May is chive season in Connecticut gardens. The multi-purpose herb blooms in showy globe-shaped flower heads in shades of lavender that gently stand atop long slender leaf shoots. I have chives planted in multiple locations, some in perennial beds and others along a garden fence line. In other gardens I’ve observed chives planted in herb beds, living year after year in a basic wooden planter, and as a border along a perennial bed. All striking ways to show off the herb’s form and keep it close at hand for kitchen use. In a former … and formal … circle herb-style garden I created long ago, chives bordered the outermost edge of one of four equally-sized quadrants. Classic orange poppies grew in the middle of the quadrant. One year the two bloomed simultaneously and the effect was stunning (Sorry, no photos … before the digital age).
In my current gardens, chives bloom in three shades – a pale lavender, a darker lavender that photos don’t due justice to but trust me the flowers are definitely a darker color, and a pinkish lavender shown in the upper right photo. I cannot explain the slight color varieties in the pale and darker lavenders – they all originated from the same parent plant and reside in similar soils. The pinkish lavender clumps came from a different parent and may be a different variety.
My curly chives – picked up at last year’s neighborhood plant swap – are still small and have yet to show their flowers. But I love the sweeping curl of the leaves.
Making chive vinegar is an annual ritual in my kitchen. My family saves various attractive glass jars to insure I have ample vessels to use for chive vinegar … and they get to share in this bounty. In early morning as the dew begins to dry, I take a bowl to the garden and snap off chive blossoms just before they fully open. I drop the flowers into a clean glass jar, cover them with white vinegar, and set them on the kitchen counter out of direct sun. I’ve tried red wine vinegar it absorb the clear lavender hue that seeps from the chive flowers into the vinegar, so I stick with plain old ‘white’ vinegar. We all enjoy the colorful jars for a few weeks as the flowers infuse the vinegar with chive flavor . Once needed, I strain out the blossoms when I transfer the vinegar into other jars. Chive vinegar is tasty in home made salad dressings, German potato salad, and in any other recipe that calls for vinegar. Try pouring chive vinegar over chicken before baking – it keeps the meat amazingly moist.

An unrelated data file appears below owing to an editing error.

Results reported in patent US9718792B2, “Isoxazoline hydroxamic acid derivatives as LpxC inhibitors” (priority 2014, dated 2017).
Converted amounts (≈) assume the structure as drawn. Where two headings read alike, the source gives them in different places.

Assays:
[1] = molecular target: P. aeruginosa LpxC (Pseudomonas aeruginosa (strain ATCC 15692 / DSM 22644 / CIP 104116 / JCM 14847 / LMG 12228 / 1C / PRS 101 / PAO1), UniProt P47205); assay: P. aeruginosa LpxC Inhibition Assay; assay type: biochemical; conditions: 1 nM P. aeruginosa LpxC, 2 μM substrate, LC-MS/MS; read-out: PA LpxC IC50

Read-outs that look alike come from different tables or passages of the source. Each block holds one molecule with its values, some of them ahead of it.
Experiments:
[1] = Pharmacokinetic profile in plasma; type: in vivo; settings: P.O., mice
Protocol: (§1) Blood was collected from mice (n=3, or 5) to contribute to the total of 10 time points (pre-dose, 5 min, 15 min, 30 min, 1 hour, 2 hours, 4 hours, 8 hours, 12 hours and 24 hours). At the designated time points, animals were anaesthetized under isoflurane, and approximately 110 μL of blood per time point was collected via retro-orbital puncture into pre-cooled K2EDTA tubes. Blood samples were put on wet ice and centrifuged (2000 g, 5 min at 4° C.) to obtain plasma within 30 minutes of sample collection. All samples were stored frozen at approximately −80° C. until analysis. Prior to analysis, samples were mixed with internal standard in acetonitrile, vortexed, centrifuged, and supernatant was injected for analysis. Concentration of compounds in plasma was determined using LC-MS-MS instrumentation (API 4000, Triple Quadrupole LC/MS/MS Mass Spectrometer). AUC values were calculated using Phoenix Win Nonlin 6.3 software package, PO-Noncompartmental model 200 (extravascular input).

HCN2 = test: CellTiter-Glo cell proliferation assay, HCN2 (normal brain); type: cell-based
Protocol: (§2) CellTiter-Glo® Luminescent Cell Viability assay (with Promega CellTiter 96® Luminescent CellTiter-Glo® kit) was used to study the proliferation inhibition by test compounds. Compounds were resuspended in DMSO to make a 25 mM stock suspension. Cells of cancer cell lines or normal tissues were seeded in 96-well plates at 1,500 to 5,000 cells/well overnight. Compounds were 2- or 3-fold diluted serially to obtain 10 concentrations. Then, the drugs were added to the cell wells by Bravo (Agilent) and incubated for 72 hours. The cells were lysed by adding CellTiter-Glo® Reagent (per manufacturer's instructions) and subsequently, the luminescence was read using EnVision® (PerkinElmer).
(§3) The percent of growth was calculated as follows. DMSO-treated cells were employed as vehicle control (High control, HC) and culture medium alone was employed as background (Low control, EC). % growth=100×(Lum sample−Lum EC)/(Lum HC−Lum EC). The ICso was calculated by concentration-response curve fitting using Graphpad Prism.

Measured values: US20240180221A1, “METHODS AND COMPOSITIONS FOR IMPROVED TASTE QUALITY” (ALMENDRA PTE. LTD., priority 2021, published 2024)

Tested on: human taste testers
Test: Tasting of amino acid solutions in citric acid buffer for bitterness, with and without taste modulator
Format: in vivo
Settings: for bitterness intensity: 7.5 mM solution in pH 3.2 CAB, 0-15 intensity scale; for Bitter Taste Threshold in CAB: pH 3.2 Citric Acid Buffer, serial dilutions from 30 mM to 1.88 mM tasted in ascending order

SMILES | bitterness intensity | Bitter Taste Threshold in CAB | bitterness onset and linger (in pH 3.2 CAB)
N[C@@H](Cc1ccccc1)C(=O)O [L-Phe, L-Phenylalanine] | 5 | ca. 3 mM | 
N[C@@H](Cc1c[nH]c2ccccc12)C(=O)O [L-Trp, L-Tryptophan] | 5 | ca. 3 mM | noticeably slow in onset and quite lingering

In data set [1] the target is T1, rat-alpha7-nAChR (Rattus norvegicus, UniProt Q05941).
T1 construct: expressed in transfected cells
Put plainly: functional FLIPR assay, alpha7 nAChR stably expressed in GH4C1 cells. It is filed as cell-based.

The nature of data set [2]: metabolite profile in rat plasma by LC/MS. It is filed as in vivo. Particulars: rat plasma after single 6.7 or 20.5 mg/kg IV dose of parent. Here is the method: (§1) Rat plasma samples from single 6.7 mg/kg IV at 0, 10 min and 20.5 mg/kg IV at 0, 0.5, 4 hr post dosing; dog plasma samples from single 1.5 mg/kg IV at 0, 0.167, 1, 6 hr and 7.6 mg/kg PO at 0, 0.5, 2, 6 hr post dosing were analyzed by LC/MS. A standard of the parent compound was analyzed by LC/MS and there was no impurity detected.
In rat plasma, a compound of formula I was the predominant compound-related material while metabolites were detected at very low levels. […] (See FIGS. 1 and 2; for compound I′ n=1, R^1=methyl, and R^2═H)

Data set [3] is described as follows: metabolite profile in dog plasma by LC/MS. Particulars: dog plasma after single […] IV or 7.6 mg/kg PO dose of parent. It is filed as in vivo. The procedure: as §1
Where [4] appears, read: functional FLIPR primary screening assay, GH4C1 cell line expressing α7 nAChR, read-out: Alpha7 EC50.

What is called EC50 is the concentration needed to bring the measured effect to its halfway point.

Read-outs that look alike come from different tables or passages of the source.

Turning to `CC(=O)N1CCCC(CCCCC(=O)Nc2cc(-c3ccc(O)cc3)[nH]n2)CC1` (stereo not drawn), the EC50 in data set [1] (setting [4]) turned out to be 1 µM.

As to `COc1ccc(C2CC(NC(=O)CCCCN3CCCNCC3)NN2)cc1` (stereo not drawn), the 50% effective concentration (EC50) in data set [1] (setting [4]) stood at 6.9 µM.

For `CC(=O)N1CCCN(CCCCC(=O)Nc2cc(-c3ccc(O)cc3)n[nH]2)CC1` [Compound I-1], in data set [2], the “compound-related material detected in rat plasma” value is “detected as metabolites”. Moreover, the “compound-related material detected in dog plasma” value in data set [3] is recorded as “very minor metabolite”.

Chive flowers have other uses. Break off the tiny florets to add to green salads or tuna and chicken salads – the color gives salads a fresh look and a great, mild, onion-like flavor. Try chive flowers in scrambled eggs to impart a light, garden-fresh flavor to breakfast. Scrambled eggs with freshly diced thyme and chive flowers was a huge hit at my house.
Chives leaves can be used traditionally – on baked potatoes – but also in just about any type of salad that cries out for a subtle oniony boost. I also add freshly sliced chives to cooked dishes begging for a subtle oniony flavor – but do so just before serving since chives quickly go limp when cooked. An easy way to slice chive leaves is to hold a bunch of the slender leaves in one hand and cut the tender shoots into useable lengths with scissors.
Garlic chives also thrive in my gardens – in fact they have become a real pest after I missed just one year of deadheading their flower stalks before they went to seed. Garlic chives have long flat leaves in contrast to the rounded leaf spikes on standard chives. In August, when other perennials look tired, garlic chives throw up beautiful white blossoms This, and their garlicky flavor are two good reasons to grow garlic chives – use them similarly to standard chives, just don’t expect garlic chive vinegar to turn any color but clear. Still … and this is very important … be extremely vigilant in not letting garlic chives go to seed. Once ripe, the tiny black seeds spread with the slightest breeze. If you let the seed head ripen , next season you will definitely find multiple volunteer garlic chives shooting up in unexpected places When established garlic chives can be thinned but they must be dug out by the small, easily missed, bulb. I have a ton of volunteer garlic chives slated for destruction. At the same time, I cannot imagine having any garden without them.
Even with all these uses, I must be missing some other ways to use chives, and there must be other chive varieties. Do you have any other uses?
Is anyone growing white chives? How do they compare flavor-, blooming-, and growth-wise with their lavender cousins?